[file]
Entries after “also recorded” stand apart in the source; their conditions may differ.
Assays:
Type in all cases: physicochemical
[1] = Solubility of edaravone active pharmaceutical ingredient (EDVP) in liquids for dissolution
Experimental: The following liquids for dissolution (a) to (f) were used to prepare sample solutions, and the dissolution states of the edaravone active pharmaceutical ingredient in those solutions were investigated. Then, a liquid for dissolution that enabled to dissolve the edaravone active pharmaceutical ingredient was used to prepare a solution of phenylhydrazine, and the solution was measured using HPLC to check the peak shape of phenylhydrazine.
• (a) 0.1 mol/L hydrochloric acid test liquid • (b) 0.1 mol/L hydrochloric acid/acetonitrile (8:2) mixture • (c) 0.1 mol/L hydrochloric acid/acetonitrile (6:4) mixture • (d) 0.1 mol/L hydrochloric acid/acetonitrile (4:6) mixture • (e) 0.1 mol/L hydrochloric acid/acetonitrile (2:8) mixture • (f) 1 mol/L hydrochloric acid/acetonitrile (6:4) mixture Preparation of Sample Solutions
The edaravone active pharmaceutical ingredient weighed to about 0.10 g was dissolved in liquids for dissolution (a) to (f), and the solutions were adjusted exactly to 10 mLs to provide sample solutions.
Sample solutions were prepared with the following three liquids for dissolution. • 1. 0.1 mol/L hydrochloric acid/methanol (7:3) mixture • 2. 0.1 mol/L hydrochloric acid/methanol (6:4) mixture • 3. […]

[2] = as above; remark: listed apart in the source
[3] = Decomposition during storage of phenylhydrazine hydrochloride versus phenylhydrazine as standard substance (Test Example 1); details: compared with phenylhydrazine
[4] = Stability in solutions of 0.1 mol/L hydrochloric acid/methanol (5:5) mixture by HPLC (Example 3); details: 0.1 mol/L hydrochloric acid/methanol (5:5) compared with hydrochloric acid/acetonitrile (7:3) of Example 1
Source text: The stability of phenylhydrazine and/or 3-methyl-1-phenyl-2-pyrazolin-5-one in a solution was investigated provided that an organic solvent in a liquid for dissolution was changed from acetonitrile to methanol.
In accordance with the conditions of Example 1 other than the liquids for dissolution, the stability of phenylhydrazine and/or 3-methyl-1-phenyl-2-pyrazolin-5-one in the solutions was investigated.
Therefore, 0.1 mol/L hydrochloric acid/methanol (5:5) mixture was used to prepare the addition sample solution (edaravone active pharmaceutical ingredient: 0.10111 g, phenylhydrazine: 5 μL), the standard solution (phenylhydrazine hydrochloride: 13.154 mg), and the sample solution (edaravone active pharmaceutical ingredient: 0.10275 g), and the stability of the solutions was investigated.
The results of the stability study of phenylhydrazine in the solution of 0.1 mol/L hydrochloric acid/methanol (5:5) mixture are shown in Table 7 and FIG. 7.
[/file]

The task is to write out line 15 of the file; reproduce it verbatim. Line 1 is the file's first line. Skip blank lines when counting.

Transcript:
The results of the stability study of phenylhydrazine in the solution of 0.1 mol/L hydrochloric acid/methanol (5:5) mixture are shown in Table 7 and FIG. 7.